Featured Articles

Intel releases tiny 3G cell modem

Intel releases tiny 3G cell modem

Intel has released a 3G cellular modem with an integrated power amplifier that fits into a 300 mm2 footprint, claiming it…

More...
Braswell 14nm Atom slips to Q2 15

Braswell 14nm Atom slips to Q2 15

It's not all rosy in the house of Intel. It seems that upcoming Atom out-of-order cores might be giving this semiconductor…

More...
TSMC 16nm wafers coming in Q1 2015

TSMC 16nm wafers coming in Q1 2015

TSMC will start producing 16nm wafers in the first quarter of 2015. Sometime in the second quarter production should ramp up…

More...
Skylake-S LGA is 35W to 95W TDP part

Skylake-S LGA is 35W to 95W TDP part

Skylake-S is the ‘tock’ of the Haswell architecture and despite being delayed from the original plan, this desktop part is scheduled…

More...
Aerocool Dead Silence reviewed

Aerocool Dead Silence reviewed

Aerocool is well known for its gamer cases with aggressive styling. However, the Dead Silence chassis offers consumers a new choice,…

More...
Frontpage Slideshow | Copyright © 2006-2010 orks, a business unit of Nuevvo Webware Ltd.
Friday, 23 December 2011 20:09

HTC Windows Phone Radar tested

Written by Sanjin Rados

thumbtop-value-2008-lr

Review: Mango-flavored, unibody social networker

HTC Radar is among the first smartphones with Windows Phone 7.5 operative system and is already available on the market. You can find Radar priced at about €300 or €1 on a two year contract for €20 monthly via a telco. Today we’ll see whether Radar and Windows Phone 7.5 a.ka. Mango are a good combination.

HTC launched two Mango based smartphones – the Radar, with 3.8'' screen, and the Titan, with a 4.7'' one. The Radar is more affordable whereas the Titan, as you could've guessed, is better equipped but pricier. The Titan runs on Qualcomm's MSM8255 CPU at 1.5GHz, while the Radar houses the same chip running at 1GHz.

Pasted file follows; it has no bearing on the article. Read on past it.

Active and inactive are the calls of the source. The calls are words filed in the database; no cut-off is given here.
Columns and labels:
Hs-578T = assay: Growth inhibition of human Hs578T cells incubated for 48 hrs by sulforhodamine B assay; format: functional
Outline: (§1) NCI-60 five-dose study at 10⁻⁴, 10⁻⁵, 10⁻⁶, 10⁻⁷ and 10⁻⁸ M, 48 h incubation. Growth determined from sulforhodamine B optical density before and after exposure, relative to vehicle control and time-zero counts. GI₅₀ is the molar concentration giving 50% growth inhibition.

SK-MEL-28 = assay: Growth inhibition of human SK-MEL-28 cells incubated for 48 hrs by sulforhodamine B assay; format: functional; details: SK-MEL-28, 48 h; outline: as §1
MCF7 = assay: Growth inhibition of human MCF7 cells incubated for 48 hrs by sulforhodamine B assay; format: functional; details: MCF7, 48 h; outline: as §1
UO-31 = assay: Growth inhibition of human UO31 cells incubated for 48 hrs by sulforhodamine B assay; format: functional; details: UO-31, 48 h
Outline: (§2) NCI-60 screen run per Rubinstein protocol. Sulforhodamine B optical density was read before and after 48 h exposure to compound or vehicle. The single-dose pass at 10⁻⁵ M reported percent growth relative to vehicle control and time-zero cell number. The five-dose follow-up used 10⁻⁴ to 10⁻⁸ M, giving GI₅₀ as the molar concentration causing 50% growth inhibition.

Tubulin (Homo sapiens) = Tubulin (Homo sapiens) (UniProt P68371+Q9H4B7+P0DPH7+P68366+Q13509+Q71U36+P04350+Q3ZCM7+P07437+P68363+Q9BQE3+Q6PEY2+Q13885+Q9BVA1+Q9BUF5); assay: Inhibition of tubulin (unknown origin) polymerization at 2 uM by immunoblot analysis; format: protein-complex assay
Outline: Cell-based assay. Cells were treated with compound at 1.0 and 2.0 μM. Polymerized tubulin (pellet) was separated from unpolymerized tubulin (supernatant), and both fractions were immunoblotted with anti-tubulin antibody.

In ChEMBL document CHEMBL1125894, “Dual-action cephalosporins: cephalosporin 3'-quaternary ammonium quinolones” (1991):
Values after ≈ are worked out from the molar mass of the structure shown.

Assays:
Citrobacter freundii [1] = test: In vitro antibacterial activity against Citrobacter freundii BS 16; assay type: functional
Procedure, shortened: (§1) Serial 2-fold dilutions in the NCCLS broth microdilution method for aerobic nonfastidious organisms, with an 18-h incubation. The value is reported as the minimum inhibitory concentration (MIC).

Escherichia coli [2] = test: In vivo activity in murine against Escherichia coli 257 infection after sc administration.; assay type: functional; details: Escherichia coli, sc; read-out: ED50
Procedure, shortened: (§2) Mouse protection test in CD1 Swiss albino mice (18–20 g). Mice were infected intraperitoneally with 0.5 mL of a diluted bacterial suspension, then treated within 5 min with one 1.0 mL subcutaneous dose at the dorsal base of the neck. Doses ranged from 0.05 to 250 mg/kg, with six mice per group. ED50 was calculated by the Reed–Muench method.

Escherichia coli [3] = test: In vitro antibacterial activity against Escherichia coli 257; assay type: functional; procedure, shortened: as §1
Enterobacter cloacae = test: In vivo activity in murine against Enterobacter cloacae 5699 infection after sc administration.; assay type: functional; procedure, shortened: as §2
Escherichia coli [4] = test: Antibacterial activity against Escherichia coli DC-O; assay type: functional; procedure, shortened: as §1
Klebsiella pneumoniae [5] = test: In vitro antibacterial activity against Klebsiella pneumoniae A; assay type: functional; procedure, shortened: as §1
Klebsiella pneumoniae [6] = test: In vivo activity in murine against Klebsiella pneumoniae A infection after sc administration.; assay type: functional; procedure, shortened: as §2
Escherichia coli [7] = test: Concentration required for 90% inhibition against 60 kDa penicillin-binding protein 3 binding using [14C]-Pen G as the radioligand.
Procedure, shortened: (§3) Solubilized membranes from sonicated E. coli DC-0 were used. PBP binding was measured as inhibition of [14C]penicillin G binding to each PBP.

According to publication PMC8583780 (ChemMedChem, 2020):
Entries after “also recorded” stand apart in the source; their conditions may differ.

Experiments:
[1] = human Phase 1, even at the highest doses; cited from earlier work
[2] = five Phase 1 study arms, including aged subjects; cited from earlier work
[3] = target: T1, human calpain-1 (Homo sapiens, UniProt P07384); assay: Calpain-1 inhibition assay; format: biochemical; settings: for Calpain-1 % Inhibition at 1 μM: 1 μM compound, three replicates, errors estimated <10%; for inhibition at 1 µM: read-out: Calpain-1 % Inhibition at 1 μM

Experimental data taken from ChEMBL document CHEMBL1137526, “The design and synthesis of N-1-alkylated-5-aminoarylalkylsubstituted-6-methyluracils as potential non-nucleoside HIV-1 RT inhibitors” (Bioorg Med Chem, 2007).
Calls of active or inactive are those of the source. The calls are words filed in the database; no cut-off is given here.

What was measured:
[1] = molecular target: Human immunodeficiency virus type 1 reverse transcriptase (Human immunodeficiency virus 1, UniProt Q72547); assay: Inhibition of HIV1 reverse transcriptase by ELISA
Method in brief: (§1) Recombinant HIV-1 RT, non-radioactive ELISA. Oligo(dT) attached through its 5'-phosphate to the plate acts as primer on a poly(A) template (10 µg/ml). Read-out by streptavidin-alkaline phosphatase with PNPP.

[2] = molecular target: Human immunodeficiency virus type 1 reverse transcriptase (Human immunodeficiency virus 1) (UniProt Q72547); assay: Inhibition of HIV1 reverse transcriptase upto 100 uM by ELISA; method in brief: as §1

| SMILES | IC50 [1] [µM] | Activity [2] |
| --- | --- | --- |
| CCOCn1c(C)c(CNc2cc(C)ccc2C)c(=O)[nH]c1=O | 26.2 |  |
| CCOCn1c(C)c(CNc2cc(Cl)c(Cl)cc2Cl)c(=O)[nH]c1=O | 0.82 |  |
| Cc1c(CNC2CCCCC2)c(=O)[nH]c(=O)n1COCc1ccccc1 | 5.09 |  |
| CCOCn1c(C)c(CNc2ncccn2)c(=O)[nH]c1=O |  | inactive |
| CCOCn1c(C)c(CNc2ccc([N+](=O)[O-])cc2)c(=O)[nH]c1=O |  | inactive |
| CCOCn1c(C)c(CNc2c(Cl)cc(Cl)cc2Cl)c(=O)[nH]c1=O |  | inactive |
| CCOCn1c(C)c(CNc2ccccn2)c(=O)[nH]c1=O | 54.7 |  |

The Radar is quite stylish but most users we've asked didn't know much about Windows Phone and thus tend to stay away from it. In fact, the biggest downside to Windows Phone devices is the lack of available apps, where Android and iPhone lead the way. 

Radar-Design1
We’ve been using the Radar for a few weeks now and haven’t noticed any instability with Mango. We liked the fact that the phone is comfortable, compact yet it allows users to surf the internet and play some games from time to time.

More and more users tend to spend free time on social networks, which Mango emphasizes with serious integration thereof. If you like that kind of communication, Mango will come in really handy for quick access. However, Windows Phone and Radar have plenty of features catering to regular users.

You’ll soon learn what we liked the most as well as why we’re impatient to see the next version of Windows Phone. 

  • «
  •  Start 
  •  Prev 
  •  1 
  •  2 
  •  3 
  •  4 
  •  5 
  •  6 
  •  7 
  •  8 
  •  Next 
  •  End 
  • »
(Page 1 of 8)
Last modified on Friday, 23 December 2011 21:27
blog comments powered by Disqus

 

Facebook activity

Latest Commented Articles

Recent Comments